South West Wales

Manx shearwater in distress alert from RSPCA

RSPCA Inspector Rohan Barker and a Manx shearwater Image copyright Rspca
Image caption RSPCA Inspector Rohan Barker rescued the bird

Manx shearwater birds may be seen in distress on Welsh beaches as their migration season approaches, the RSPCA has warned.

People have been urged to keep a look out after inspectors rescued their first Manx shearwater of the year, washed up on the coast at Carmarthen.

The stricken bird was released after a rest and a feed at the Gower Bird Hospital.

It will make another attempt to fly to South America for the winter.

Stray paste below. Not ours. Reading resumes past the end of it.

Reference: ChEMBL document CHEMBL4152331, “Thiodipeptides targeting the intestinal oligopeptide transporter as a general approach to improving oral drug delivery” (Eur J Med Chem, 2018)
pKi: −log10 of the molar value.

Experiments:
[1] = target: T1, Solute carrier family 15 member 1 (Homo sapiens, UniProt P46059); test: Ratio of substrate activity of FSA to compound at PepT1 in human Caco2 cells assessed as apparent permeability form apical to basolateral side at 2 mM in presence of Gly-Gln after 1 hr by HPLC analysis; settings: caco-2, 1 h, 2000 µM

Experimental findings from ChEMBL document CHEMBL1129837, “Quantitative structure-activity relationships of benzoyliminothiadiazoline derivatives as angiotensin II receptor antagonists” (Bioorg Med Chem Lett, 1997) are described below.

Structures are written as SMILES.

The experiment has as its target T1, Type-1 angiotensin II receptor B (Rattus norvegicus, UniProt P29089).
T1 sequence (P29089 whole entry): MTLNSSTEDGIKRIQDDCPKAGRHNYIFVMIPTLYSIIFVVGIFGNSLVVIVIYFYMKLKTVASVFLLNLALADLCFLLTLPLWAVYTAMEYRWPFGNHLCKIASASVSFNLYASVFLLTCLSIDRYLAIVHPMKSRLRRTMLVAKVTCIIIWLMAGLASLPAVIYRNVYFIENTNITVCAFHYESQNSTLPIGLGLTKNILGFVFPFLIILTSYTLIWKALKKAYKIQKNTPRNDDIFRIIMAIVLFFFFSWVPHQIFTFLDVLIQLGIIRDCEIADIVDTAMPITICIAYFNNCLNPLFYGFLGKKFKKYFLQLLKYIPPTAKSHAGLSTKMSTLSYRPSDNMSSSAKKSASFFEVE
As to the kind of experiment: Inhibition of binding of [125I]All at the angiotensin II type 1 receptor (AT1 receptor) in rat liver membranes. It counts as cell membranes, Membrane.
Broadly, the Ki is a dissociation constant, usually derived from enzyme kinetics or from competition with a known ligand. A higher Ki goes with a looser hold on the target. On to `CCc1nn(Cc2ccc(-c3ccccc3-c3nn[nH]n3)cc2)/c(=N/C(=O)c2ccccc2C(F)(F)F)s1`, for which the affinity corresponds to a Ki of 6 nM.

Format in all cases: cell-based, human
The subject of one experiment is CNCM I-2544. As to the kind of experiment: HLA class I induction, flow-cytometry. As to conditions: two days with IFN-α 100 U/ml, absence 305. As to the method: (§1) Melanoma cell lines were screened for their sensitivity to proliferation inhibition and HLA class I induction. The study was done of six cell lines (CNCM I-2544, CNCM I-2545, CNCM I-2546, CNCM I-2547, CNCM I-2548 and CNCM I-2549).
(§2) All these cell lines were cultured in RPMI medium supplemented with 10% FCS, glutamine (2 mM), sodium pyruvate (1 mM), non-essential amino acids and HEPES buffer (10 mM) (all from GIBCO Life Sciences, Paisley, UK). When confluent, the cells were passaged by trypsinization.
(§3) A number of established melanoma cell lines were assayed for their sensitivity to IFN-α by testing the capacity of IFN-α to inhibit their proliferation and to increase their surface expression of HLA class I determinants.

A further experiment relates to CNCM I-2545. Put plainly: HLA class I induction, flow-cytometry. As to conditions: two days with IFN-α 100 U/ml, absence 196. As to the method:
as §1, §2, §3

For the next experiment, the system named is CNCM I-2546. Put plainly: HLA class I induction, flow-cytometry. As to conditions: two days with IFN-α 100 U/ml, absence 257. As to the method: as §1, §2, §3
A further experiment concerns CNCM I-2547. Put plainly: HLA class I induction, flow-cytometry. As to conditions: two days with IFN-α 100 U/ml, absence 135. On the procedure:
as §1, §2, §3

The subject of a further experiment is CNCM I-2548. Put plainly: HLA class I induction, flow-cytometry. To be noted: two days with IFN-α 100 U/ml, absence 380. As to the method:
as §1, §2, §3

The birds rely on thermals in the air to aid their transatlantic flight, and can be blown back to Europe by adverse weather conditions.

RSPCA Inspector Rohan Barker collected the Manx shearwater at Bronwydd Road, Carmarthen, on 9 September.

He said people should take the birds to a vet and alert the RSPCA.

"Anyone who spots one of the stranded birds should avoid its sharp beak, but throw a towel over it and carefully put it in a box," he said.

Manx shearwaters are black on top and white beneath their wings.

Their legs - set back far on their bodies - are ideally suited to swimming, but make it difficult for them to walk if they become stranded on land.

Despite the challenges they face during migration, they are amongst the most long-living of seabirds, with examples over 50 years old not uncommon.

Image copyright Rspca
Image caption Manx shearwater birds can live for more than 50 years
Image copyright RSPCA
Image caption The rescued bird has now been released back into the wild

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